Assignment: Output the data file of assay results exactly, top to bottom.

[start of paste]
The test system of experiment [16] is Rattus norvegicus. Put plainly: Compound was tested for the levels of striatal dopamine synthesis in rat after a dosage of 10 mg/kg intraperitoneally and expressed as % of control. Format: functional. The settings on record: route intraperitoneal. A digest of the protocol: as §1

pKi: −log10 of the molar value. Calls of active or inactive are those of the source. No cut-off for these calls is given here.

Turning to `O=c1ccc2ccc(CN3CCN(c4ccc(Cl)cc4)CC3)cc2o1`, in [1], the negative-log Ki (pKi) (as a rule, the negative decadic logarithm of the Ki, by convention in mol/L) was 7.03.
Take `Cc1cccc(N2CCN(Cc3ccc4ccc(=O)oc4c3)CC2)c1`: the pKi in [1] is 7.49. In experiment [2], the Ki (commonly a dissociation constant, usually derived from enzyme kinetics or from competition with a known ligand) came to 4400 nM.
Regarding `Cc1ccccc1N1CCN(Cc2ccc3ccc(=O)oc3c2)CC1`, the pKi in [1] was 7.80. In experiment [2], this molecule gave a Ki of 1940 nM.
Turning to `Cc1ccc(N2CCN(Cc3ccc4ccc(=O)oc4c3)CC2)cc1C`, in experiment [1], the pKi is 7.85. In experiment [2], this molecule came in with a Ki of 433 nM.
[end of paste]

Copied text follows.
The test system of experiment [16] is Rattus norvegicus. Put plainly: Compound was tested for the levels of striatal dopamine synthesis in rat after a dosage of 10 mg/kg intraperitoneally and expressed as % of control. Format: functional. The settings on record: route intraperitoneal. A digest of the protocol: as §1

pKi: −log10 of the molar value. Calls of active or inactive are those of the source. No cut-off for these calls is given here.

Turning to `O=c1ccc2ccc(CN3CCN(c4ccc(Cl)cc4)CC3)cc2o1`, in [1], the negative-log Ki (pKi) (as a rule, the negative decadic logarithm of the Ki, by convention in mol/L) was 7.03.
Take `Cc1cccc(N2CCN(Cc3ccc4ccc(=O)oc4c3)CC2)c1`: the pKi in [1] is 7.49. In experiment [2], the Ki (commonly a dissociation constant, usually derived from enzyme kinetics or from competition with a known ligand) came to 4400 nM.
Regarding `Cc1ccccc1N1CCN(Cc2ccc3ccc(=O)oc3c2)CC1`, the pKi in [1] was 7.80. In experiment [2], this molecule gave a Ki of 1940 nM.
Turning to `Cc1ccc(N2CCN(Cc3ccc4ccc(=O)oc4c3)CC2)cc1C`, in experiment [1], the pKi is 7.85. In experiment [2], this molecule came in with a Ki of 433 nM.